_ _ V. The liberal distribution of this provision among the multitude (Matthew 14:18, Matthew 14:19); Bring them hither to me. Note, The way to have our creature-like comforts, comforts indeed to us, is to bring them to Christ; for every thing is sanctified by his word, and by prayer to him: that is likely to prosper and do well with us, which we put into the hands of our Lord Jesus, that he may dispose of it as he pleases, and that we may take it back from his hand, and then it will be doubly sweet to us. What we give in charity, we should bring to Christ first, that he may graciously accept it from us, and graciously bless it to those to whom it is given; this is doing it as unto the Lord.

_ _ Now at this miraculous meal we may observe,

_ _ 1. The seating of the guests (Matthew 14:19); He commanded them to sit down; which intimates, that while he was preaching to them, they were standing, which is a posture of reverence, and readiness for motion. But what shall we do for chairs for them all? Let them sit down on the grass. When Ahasuerus would show the riches of his glorious kingdom, and the honour of his excellent majesty, in a royal feast for the great men of all his provinces, the beds or couches they sat on were of gold and silver, upon a pavement of red, and blue, and white, and black marble, Esther 1:6. Our Lord Jesus did now show, in a divine feast, the riches of a more glorious kingdom than that, and the honour of a more excellent majesty, even a dominion over nature itself; but here is not so much as a cloth spread, no plates or napkins laid, no knives or forks, nor so much as a bench to sit down on; but, as if Christ intended indeed to reduce the world to the plainness and simplicity, and so to the innocency and happiness, of Adam in paradise, he commanded them to sit down on the grass. By doing every thing thus, without any pomp or splendour, he plainly showed that his kingdom was not of this world, nor cometh with observation.

_ _ 2. The craving of a blessing. He did not appoint one of his disciples to be his chaplain, but he himself looked up to heaven, and blessed, and gave thanks; he praised God for the provision they had, and prayed to God to bless it to them. His craving a blessing, was commanding a blessing; for as he preached, so he prayed, like one having authority; and in this prayer and thanksgiving, we may suppose, he had special reference to the multiplying of this food; but herein he has taught us that good duty of craving a blessing and giving thanks at our meals: God's good creatures must be received with thanksgiving, 1 Timothy 4:4. Samuel blessed the feast, 1 Samuel 9:13; Acts 2:46, Acts 2:47; Acts 27:34, Acts 27:35. This is eating and drinking to the glory of God (1 Corinthians 10:31); giving God thanks (Romans 14:6); eating before God, as Moses, and his father-in-law, Exodus 18:12, Exodus 18:15. When Christ blessed, he looked up to heaven, to teach us, in prayer, to eye God as a Father in heaven; and when we receive our creature-comforts to look thitherward, as taking them from God's hand, and depending on him for a blessing.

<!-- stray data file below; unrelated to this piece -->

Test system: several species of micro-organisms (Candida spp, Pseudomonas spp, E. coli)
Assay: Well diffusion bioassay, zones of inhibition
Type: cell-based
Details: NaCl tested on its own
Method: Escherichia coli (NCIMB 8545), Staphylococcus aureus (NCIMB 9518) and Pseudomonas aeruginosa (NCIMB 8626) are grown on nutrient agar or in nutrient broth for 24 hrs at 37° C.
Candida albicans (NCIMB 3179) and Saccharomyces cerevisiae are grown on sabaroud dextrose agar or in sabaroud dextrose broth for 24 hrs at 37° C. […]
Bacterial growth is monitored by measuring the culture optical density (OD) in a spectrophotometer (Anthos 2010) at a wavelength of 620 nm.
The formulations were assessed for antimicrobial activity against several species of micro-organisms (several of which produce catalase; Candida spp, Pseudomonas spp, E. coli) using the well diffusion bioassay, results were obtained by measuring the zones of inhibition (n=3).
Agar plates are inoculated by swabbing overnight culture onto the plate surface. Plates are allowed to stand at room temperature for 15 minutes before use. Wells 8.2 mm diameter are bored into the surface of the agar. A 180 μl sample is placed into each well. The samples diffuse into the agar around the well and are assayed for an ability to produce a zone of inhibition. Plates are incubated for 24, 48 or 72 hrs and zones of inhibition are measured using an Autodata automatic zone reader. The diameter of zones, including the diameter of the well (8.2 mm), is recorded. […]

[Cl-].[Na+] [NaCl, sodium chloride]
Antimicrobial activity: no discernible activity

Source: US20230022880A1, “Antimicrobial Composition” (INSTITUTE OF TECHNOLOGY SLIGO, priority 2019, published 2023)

_ _ 3. The carving of the meat. The Master of the feast was himself head-carver, for he brake, and gave the loaves to the disciples, and the disciples to the multitude. Christ intended hereby to put honour upon his disciples, that they might be respected as workers together with him; as also to signify in what way the spiritual food of the word should be dispensed to the world; from Christ, as the original Author, by his ministers. What Christ designed for the churches he signified to his servant John (Revelation 1:1, Revelation 1:4); they delivered all that, and that only, which they received from the Lord, 1 Corinthians 11:23. Ministers can never fill the people's hearts, unless Christ first fill their hands: and what he has given to the disciples, they must give to the multitude; for they are stewards, to give to every one his portion of meat, Matthew 24:45. And, blessed be God, be the multitude ever so great, there is enough for all, enough for each.

_ _ 4. The increase of the meat. This is taken notice of only in the effect, not in the cause or manner of it; here is no mention of any word that Christ spoke, by which the food was multiplied; the purposes and intentions of his mind and will shall take effect, though they be not spoken out: but this is observable, that the meat was multiplied, not in the heap at first, but in the distribution of it. As the widow's oil increased in the pouring out, so here the bread in the breaking. Thus grace grows by being acted, and, while other things perish in the using, spiritual gifts increase in the using. God ministers seed to the sower, and multiplies not the seed hoarded up, but the seed sown, 2 Corinthians 9:10. Thus there is that scattereth and yet increaseth; that scattereth, and so increaseth.